The Tour de France attracts over 15 million spectators to the streets with a further billion happy to watch at home. No wonder it's become one of the sporting world's biggest businesses.
The Tour de France: Brought to you by Credit Lyonnaise, PMU, Champion, Nike, Fiat...
It’s unlikely that Maurice Garin could have envisaged how the Tour de France would change in the hundred years that followed his victory back in 1903.
The French rider, known as “The Chimney Sweep,” was the first-ever winner of the world’s most famous cycling race when the field consisted of just 60 riders who rode through the night in pursuit of the prize. Now, in its centenary year, the Tour boasts 22 teams, totaling 198 riders in a race that dwarfs the original 2,500 kilometer race by pushing the athletes to go a further 850.
But it’s not only the sheer size of the modern Tour which would astound Garin these days. The Tour de France has developed into more than just a sporting spectacle over the last hundred years. The Tour de France is now one of the most lucrative and expensive events in terms of business and finance with a staggering array of sponsors, partners, merchandisers and suppliers all paying for the privilege of being associated with the Tour.
24 sponsors vie for audience of 1 billion
Erik Zabel of Germany, the 2002 King of the Mountains.
The Amaury Sport Organization, the tour's official organizer, makes 70 percent of its €110 million annual turnover from cycling. The Tour de France in turn makes up between 70 and 80 percent of its total cycling turnover every year. Most of the money comes from the television rights and the advertising revenue that is plowed into the Tour by the army of 24 associated businesses that pay to have their logos beamed into the homes of over 1 billion people worldwide.
It appears to be money well spent. The organizers claim that for every euro invested in the Tour de France, a sponsor is guaranteed ten back. That goes some way to explain the masses of T-shirts, hats and umbrellas that color the 20 stages of the Tour, sporting logos ranging from those of the main sponsors to official partners. Considering the global reach of the Tour, sponsorship in any capacity is an attractive proposition for many businesses. But as in any serious venture, the sponsors must reflect the event’s standing.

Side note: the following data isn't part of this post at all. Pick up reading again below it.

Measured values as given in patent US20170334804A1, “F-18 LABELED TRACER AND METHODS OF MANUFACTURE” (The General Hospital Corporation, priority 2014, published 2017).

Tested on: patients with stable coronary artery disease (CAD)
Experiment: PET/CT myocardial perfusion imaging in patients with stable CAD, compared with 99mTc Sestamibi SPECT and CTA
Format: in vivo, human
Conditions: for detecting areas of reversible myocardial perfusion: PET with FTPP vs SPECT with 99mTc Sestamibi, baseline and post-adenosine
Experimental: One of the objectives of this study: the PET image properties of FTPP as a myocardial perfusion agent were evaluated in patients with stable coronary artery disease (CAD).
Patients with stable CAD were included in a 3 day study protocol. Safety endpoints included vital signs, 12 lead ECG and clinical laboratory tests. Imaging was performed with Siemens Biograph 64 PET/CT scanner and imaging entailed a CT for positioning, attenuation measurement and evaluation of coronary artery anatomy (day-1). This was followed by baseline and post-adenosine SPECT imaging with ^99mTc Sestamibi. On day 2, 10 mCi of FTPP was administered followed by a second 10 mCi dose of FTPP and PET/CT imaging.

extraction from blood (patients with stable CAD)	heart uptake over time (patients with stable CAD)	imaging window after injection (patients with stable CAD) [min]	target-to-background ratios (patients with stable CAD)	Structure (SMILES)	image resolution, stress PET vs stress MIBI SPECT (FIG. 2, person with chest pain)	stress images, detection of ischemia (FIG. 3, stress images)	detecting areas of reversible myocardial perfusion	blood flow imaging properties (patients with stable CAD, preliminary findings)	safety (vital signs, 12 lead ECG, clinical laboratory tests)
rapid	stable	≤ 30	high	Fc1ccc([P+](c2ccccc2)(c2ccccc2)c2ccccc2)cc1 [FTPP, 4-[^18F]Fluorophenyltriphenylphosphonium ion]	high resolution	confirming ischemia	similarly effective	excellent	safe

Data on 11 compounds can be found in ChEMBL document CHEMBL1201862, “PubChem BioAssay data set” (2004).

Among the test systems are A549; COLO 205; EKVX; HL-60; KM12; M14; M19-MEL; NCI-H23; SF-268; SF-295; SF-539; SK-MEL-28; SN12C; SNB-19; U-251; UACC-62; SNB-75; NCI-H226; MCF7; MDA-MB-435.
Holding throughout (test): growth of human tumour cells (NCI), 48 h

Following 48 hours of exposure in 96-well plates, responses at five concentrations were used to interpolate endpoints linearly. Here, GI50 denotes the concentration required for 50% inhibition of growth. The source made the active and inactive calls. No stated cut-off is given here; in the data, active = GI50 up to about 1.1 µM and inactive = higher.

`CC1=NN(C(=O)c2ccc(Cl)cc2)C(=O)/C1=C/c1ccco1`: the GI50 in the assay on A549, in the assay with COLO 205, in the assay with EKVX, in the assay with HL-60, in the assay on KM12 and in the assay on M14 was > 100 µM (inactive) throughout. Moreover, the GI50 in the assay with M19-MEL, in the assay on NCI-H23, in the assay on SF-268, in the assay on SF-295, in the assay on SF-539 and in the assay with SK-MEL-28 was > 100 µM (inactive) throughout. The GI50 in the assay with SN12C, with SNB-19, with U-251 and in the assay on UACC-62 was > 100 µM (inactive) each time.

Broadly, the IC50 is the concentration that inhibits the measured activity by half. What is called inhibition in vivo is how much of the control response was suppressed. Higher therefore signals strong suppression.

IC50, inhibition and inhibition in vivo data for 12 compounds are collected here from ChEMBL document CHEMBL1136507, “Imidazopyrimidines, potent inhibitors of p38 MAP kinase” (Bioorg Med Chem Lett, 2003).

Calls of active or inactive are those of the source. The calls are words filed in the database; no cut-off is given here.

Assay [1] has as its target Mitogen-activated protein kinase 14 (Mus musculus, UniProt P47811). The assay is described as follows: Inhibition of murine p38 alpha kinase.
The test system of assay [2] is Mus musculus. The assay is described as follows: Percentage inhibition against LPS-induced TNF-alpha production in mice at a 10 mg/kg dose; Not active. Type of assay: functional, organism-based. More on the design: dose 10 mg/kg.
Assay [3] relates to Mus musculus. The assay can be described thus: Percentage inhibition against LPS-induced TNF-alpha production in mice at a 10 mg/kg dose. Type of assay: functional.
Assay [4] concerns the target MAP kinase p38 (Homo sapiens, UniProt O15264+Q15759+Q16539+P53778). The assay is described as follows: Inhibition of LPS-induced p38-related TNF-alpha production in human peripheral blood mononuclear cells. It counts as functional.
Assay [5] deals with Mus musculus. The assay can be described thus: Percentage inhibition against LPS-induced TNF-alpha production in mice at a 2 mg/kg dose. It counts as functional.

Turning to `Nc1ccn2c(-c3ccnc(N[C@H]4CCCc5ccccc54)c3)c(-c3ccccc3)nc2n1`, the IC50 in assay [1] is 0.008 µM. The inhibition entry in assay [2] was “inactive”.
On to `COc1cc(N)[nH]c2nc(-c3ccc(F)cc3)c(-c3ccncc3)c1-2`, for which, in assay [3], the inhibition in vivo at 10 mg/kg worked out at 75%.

“You can’t just come to us and say ‘I have a product, I want to sell that product’,” said Daniel Bal, the Tour’s deputy director. “If it works with our product, our logo and our colors, then we have a deal and we can work together.”
Jerseys are most sought after items
The most sought after items for sponsorship have been firmly in the hands of the giants of cycling patronage in France for many years. The jerseys -- awarded to the winners of the most-prestigious stages, the best newcomer and the overall Tour winner -- have long been coveted as the most lucrative vehicles for publicity hungry institutions.
My sponsor pays more money than your sponsor.
The fabled Yellow jersey of the overall victor has been sponsored by French bank Crédit Lyonnais since 1987, while the Green jersey, awarded to the best sprinter, has been the reserve of the PMU, France’s horse racing association, for the past 13 years. The best young rider of the Tour will be presented with the White jersey, now back in the hands of the Conseil général des Hauts-de-Seine social help organization after a ten year gap.
Only the King of the Mountains’ Polka Dot jersey has been wrestled away by a new sponsor. Supermarket chain Champion will now be paying for the privilege to be on the winner’s podium after the grueling stages in the Alps